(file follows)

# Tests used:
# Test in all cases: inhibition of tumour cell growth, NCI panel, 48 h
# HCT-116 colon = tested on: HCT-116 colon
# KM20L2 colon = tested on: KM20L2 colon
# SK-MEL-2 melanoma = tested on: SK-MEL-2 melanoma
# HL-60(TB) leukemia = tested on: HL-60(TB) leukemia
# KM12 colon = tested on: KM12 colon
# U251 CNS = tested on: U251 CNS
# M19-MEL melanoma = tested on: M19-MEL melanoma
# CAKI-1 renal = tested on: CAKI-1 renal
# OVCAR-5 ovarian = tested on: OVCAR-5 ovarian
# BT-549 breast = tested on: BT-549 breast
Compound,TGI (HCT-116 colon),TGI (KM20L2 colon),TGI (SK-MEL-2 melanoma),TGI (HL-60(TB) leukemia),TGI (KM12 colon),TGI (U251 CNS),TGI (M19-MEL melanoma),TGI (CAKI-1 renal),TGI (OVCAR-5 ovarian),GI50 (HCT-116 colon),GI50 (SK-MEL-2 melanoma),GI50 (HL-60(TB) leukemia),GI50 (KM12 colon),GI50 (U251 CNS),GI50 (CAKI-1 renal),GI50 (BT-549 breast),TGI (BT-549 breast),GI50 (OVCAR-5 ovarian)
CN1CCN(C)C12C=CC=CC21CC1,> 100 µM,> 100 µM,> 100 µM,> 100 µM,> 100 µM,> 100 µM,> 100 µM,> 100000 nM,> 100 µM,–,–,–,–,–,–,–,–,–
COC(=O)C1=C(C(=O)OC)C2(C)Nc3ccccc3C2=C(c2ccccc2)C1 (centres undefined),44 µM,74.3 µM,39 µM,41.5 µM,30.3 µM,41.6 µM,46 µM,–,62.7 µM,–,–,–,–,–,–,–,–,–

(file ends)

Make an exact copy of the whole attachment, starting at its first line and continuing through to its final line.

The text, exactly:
# Tests used:
# Test in all cases: inhibition of tumour cell growth, NCI panel, 48 h
# HCT-116 colon = tested on: HCT-116 colon
# KM20L2 colon = tested on: KM20L2 colon
# SK-MEL-2 melanoma = tested on: SK-MEL-2 melanoma
# HL-60(TB) leukemia = tested on: HL-60(TB) leukemia
# KM12 colon = tested on: KM12 colon
# U251 CNS = tested on: U251 CNS
# M19-MEL melanoma = tested on: M19-MEL melanoma
# CAKI-1 renal = tested on: CAKI-1 renal
# OVCAR-5 ovarian = tested on: OVCAR-5 ovarian
# BT-549 breast = tested on: BT-549 breast
Compound,TGI (HCT-116 colon),TGI (KM20L2 colon),TGI (SK-MEL-2 melanoma),TGI (HL-60(TB) leukemia),TGI (KM12 colon),TGI (U251 CNS),TGI (M19-MEL melanoma),TGI (CAKI-1 renal),TGI (OVCAR-5 ovarian),GI50 (HCT-116 colon),GI50 (SK-MEL-2 melanoma),GI50 (HL-60(TB) leukemia),GI50 (KM12 colon),GI50 (U251 CNS),GI50 (CAKI-1 renal),GI50 (BT-549 breast),TGI (BT-549 breast),GI50 (OVCAR-5 ovarian)
CN1CCN(C)C12C=CC=CC21CC1,> 100 µM,> 100 µM,> 100 µM,> 100 µM,> 100 µM,> 100 µM,> 100 µM,> 100000 nM,> 100 µM,–,–,–,–,–,–,–,–,–
COC(=O)C1=C(C(=O)OC)C2(C)Nc3ccccc3C2=C(c2ccccc2)C1 (centres undefined),44 µM,74.3 µM,39 µM,41.5 µM,30.3 µM,41.6 µM,46 µM,–,62.7 µM,–,–,–,–,–,–,–,–,–